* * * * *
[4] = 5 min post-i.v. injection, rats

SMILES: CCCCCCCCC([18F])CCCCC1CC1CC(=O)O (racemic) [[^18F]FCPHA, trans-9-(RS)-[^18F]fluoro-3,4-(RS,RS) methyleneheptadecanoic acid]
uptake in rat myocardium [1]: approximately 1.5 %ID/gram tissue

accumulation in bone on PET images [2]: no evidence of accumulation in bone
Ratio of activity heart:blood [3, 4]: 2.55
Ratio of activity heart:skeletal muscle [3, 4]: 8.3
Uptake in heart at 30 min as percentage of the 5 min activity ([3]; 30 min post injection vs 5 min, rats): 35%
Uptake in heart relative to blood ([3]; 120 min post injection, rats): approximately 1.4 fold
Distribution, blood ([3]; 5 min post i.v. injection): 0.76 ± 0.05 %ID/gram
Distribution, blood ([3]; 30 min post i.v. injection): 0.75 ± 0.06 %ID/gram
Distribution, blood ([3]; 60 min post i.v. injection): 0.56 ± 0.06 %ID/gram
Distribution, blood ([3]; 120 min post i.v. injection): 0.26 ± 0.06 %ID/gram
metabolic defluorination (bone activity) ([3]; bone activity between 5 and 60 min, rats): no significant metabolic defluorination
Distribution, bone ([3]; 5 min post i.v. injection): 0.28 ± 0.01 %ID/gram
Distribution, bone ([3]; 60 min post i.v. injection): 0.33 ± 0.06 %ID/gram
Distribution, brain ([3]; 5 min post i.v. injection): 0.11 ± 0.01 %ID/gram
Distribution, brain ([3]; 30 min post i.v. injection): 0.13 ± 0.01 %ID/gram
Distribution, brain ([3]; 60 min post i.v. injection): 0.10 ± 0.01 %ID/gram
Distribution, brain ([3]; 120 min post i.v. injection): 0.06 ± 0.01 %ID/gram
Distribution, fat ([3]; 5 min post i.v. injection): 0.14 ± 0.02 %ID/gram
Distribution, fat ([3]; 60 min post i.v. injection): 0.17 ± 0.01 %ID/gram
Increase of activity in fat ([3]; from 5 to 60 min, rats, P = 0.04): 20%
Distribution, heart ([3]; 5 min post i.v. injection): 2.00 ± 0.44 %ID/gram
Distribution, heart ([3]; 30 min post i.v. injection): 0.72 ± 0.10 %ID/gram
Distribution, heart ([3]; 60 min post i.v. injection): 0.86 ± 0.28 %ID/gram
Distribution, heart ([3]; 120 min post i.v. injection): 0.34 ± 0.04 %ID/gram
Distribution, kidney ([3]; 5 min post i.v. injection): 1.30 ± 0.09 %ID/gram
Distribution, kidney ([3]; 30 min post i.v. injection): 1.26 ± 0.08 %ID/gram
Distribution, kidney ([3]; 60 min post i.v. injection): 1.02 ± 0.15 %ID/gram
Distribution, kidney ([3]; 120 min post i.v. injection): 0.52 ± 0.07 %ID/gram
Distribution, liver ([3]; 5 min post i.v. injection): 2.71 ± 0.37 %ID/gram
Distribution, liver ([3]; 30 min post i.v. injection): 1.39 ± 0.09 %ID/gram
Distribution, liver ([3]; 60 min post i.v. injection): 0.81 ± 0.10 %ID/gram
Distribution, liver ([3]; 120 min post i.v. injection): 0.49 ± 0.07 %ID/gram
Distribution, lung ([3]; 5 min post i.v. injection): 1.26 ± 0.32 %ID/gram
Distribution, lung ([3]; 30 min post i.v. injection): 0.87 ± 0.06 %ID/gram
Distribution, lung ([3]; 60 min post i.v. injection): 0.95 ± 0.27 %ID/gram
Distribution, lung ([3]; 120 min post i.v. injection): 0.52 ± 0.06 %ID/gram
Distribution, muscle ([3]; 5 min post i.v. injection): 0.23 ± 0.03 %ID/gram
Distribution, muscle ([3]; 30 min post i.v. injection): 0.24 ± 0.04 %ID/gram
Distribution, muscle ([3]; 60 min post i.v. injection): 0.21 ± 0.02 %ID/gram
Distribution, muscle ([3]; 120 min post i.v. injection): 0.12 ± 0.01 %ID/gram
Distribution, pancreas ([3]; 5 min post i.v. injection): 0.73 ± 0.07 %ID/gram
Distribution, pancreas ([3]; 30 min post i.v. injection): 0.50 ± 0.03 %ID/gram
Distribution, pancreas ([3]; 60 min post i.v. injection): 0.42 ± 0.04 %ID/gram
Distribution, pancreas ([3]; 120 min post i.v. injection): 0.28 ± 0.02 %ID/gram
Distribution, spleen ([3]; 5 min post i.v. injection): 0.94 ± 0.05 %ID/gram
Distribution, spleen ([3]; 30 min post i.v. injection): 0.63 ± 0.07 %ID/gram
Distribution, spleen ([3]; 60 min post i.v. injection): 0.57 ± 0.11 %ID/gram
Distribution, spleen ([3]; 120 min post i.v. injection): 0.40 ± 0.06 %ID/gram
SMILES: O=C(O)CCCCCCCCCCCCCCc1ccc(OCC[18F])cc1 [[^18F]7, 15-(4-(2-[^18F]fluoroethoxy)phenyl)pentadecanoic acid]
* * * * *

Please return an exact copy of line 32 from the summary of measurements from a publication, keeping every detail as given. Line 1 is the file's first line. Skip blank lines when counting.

Distribution, liver ([3]; 30 min post i.v. injection): 1.39 ± 0.09 %ID/gram